Two addenda on Gaza-Israel

Since I posted this piece yesterday, I’ve had a couple of further thoughts, as follows:


The first is that I think we should all call on Hamas to release all the Israeli noncombatants it is holding, immediately or as soon as as is physically possible. International law, religion, and basic morals would all indicate they should do this.

I can easily imagine that in the shock of their breakout on Saturday many young Palestinian militants, quite possibly stunned at the very broad success of the project to break out of the prison-cage of Gaza and informed by a general idea that taking hostages would be good, may have overstepped the bounds of what the Hamas military leaders intended to do.

The noncombatant hostages should all be released right now.

How to do this? It might be very difficult given that the Israeli military is pounding Gaza extremely hard and there is terrible death and destruction throughout the Strip. It probably requires a brief humanitarian pause for this express purpose, which I hope Qatar or Egypt can negotiate.

The IDF should also of course be urged to stop their assault more broadly, and not just for the purposes of this humanitarian pause. Let a fair-minded UN-sponsored disengagement and peace-negotiating process begin! The world demands this.


I have heard from a number of people whose judgments I value that they’re surprised that in my piece yesterday I came down so firmly in favor of the idea that the end-goal of the speedily negotiated peace that I urge should be a “robust two-state outcome.” After all, for many years now I have been generally inclining toward the idea that a South Africa-style “single democratic state” should be the goal in historic Palestine.

Back in 2003-04, when I was a co-author of the book-length report of a fact-finding mission that an international group of Quakers made to Palestine, our report was agnostic on the question of one-state or two-state, though we noted that the principle of the full equality of all human persons should be respected, either way. And I have many good friends, whose work I admire, who are stalwart and highly principled advocates of a one-state solution.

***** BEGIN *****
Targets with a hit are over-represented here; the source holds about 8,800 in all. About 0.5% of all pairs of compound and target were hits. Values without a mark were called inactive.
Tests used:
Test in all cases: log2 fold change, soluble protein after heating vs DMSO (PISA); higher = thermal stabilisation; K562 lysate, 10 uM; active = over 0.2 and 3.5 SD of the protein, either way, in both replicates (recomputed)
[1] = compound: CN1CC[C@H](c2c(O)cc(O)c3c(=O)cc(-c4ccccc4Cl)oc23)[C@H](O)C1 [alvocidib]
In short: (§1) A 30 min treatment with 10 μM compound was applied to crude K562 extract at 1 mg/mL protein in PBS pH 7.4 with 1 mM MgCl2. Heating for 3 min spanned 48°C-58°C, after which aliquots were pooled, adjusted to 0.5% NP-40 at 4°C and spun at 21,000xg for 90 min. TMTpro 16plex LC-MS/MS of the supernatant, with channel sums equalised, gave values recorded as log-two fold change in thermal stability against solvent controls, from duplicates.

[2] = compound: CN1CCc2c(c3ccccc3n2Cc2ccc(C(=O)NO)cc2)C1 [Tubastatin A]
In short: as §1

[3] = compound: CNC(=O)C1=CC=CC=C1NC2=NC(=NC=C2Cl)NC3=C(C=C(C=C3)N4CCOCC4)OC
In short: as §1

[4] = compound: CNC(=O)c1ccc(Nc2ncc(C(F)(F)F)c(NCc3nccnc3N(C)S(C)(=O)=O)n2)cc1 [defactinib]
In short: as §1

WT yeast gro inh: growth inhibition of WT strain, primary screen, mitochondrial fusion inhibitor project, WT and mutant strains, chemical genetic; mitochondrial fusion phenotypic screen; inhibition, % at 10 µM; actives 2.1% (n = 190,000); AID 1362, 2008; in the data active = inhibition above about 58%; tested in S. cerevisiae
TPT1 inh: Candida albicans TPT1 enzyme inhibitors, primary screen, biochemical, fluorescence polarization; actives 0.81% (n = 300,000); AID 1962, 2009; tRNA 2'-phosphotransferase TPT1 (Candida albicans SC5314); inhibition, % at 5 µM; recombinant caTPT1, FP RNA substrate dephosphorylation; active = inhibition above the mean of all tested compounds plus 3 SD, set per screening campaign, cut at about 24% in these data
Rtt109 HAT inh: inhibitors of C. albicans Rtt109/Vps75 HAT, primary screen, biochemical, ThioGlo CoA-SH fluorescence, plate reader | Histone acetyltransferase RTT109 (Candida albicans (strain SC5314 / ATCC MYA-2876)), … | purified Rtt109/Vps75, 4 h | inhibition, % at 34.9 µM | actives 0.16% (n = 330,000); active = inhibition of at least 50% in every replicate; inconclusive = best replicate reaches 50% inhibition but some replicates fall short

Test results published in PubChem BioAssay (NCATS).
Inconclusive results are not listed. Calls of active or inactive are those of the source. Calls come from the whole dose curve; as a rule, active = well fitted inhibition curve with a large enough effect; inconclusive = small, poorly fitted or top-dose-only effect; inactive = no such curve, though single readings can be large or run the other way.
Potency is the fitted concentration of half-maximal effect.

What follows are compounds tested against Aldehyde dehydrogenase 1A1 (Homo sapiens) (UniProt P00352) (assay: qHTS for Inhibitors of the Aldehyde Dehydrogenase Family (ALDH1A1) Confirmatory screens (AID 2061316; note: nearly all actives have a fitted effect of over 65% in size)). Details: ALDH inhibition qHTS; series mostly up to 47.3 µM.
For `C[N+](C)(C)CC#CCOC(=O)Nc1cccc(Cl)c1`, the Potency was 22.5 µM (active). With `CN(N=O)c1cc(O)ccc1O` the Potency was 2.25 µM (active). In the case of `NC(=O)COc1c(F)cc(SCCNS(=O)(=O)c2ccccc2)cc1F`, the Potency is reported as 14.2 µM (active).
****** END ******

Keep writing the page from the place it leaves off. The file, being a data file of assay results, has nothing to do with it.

However, over the past few days when I was thinking through what I wanted to say in the piece I wrote yesterday, I came to the judgment that the crisis in Palestine/Israel is currently so extreme—and by this, I mean both the immediate crisis in and around the Gaza Strip and the longer-term crisis that has festered in the West Bank region, in the Palestinian refugee camps of Lebanon, Syria, and Jordan, as well as for Palestinians living as third-class citizens in Israel itself—that this conflict has to be brought to a fair resolution absolutely as speedily as possible… The suffering has gone on far, far too long already.

If we want a super-speedy negotiated resolution to this conflict, then the only proposal that currently has both strong international legitimacy and a broad amount of diplomatic traction is that of a two-state solution… And those are valuable tools to start working with, far too valuable simply to toss them away. If China, Russia, the BRICS countries, and just about all the states of the Global South (except Iran) and the Global North are all agreed—even if with vastly varying degrees of sincerity and commitment—that the two-state solution should be the goal, then that is immensely valuable.


As we know, the United States has completely monopolized all the peace diplomacy on this issue ever since 1991. And though from time to time leaders in Washington (except for Pres. Trump) may have given some lip-service to the idea of a two-state outcome, we all know that in practice the United States has slipped very far from actually championing it. Over the years, it has:

  • Allowed its once-strong opposition to Israel’s implantation of civilian settlers into the occupied territories to slip, considerably—to the point where, in the “Oslo” accords, it was actually paying the Israeli government to build major pieces of road infrastructure that undergirded the continued expansion of the settlement project; and Washington has given tax-exempt status to numerous settlement-building organizations here in the United States that in effect take their taxpayer subsidies and plow them into building new settlements.
  • Continuously adjusted its own proposals for what the limits of a Palestinian “entity” in the West Bank might be, in a way that always allowed for continued settlement expansion while shrinking the land that (in the U.S. view) should even be available for the Palestinians to negotiate for.
  • Most damningly, in 2020 Pres. Trump conferred U.S. recognition of the annexation earlier Israeli governments had undertaken of the whole (expanded) Greater East Jerusalem area of the West Bank. And Pres. Biden has never reversed either that recognition or the recognition that Trump gave to Israel’s annexation of the Syrian Golan.